Next, make copies of your vessel's official paperwork, such as the USCG document and state registration, FCC licenses and MMSI registration . If you have a loan on your vessel, include a bank contact number and the loan number. Include a copy of the 'declaration page' of your hull insurance policy too.
If you store a lot of phone numbers in your cell phone's speed dial, instead of your memory, make sure you also have the numbers for important contacts, like family members, written down in your ditch bag, in case your phone gets left behind or goes in the drink. If you are lucky enough to remember to take your phone with you, you'll be glad that you put an extra charger in your ditch bag, because if you really do abandon ship, you will be making endless phone calls for days.
Once you have all the paper documents copied, start thinking about what else is absolutely vital for you to have. Prescriptions drugs, eyeglasses, money, food and a leash for your pet, and drinking water would all be essential.
You certainly don't need to carry your wallet around the deck all day when you are cruising, so get in the habit of keeping your wallet (and purse) in the ditch bag, right next to the lower helm station.
Below is a suggested list to get you started, but it is by no means comprehensive. Assume that you are going to live 24 hours without getting to a store, bank or pharmacy.
SUGGESTED MINIMUM CONTENTS FOR A COASTAL DITCH BAG:
- Copies of the ships documents (include USCG Document, State Registration,
declaration page of insurance policy, radio station license, MMSI #s)
- * A copy of passport, driver's license, and medical insurance card
- * 2 day supply of prescription medication(s), and copies of the prescription(s)
- * Spare eye glasses (includes non-prescription reading glasses)
- One credit card or ATM card (in case you do forget your wallet)
- 12oz bottle of fresh water (for taking medications at least)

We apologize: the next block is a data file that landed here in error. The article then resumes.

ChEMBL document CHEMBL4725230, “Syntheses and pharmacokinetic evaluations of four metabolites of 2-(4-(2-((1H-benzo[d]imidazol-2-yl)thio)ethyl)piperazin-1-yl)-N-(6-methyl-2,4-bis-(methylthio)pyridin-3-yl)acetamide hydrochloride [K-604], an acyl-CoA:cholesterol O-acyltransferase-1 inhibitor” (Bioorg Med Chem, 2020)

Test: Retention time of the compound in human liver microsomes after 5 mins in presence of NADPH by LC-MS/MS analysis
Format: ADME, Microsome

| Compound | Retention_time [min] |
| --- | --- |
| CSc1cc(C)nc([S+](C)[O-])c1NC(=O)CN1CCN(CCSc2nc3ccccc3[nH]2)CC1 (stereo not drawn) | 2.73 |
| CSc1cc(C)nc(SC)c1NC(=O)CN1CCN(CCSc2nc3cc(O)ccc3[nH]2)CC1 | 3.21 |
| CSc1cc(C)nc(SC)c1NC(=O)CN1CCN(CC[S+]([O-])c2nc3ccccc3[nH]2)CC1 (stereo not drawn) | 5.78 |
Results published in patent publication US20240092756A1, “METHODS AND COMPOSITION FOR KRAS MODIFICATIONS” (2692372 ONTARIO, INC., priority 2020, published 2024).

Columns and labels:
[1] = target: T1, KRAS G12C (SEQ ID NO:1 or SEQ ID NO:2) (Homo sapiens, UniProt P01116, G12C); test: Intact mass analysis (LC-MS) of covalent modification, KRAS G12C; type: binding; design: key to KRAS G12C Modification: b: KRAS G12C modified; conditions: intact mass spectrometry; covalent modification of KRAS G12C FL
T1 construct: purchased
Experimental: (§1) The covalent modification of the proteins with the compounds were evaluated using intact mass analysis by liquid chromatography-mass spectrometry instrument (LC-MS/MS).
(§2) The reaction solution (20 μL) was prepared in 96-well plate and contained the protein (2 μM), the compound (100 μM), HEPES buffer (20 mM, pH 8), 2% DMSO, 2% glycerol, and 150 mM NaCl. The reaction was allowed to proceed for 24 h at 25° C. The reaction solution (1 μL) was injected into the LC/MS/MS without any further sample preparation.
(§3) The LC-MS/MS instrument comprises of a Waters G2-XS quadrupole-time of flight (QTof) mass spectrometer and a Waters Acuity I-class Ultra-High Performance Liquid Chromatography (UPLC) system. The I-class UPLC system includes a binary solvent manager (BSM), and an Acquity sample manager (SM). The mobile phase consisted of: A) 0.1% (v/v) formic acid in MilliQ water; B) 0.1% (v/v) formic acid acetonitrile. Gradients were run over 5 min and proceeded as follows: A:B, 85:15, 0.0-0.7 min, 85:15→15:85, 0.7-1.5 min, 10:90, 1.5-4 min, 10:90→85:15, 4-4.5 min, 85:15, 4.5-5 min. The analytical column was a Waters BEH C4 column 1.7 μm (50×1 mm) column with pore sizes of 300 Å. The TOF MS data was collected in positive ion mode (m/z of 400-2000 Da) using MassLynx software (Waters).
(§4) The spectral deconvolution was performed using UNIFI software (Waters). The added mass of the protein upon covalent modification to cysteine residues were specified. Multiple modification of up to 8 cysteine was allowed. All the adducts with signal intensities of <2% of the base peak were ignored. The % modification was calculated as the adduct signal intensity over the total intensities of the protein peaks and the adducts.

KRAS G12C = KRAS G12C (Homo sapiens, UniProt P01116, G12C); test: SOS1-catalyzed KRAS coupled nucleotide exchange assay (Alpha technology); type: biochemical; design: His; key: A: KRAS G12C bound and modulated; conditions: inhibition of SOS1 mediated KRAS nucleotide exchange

- A Swiss army knife
- Pen, pencil and small note pad
- Disposable camera (to document damage or salvage efforts)
- Small flashlight (consider the kind that doesn't need batteries)
- Plastic whistle
- Small First Aid kit
- Small supply of tissue and paper towel, folded and stored in a zip lock bag
- Spare cell phone charger (stored in zip lock bag)
- * Cheap windbreaker or jacket
ADD THE FOLLOWING IF YOU ARE CRUISING IN FOREIGN WATERS:
- * Foreign travel documents like visas and immigration papers
- A prepaid long distance phone card
OPTIONAL ITEMS TO CONSIDER:
- Handheld VHF radio
- A personal EPIRB
- Some cash (how much is up to you, but I suggest $20 minimum)
- Small tube of sunscreen
- * Spare hats and sunglasses
- A prepaid long distance phone card (mandatory in foreign countries like Bahamas)
- Two granola bars
- Disposable hand wipes, packaged individually
- Spare toiletries, like travel toothbrush
- * Extra socks and t-shirts
FOR YOUR PET:
- Copy of vaccinations and rabies certificate
- One meal supply of food, or more if on a special diet
- A spare leash for dog, or a harness for cats
- Half a dozen 6" paper plates, for feeding
* Include these items for each regular crew member
- Interactive Cruising Guidebook - Getting started
- Interactive Cruising Guidebook - Getting started
- Products and Tips We Love
- Ditch Bag List
- Are You Ready to Abandon Ship?
- Weekend Boater:
- Maintenance Must Do's - Spring maintenance tips
- Safety Check - tips for keeping safe
- Rules of the Road - learn the rules for safe boating
- The Perfect Boat - buying the perfect boat
- Boat Speak - learning boating terms
- Say No to C-O - preventing CO poisoning
- Nav-Comm for Weekend Mariners - portable devices
- VHF 101 - demystifying the marine radio
- Geeky stuff: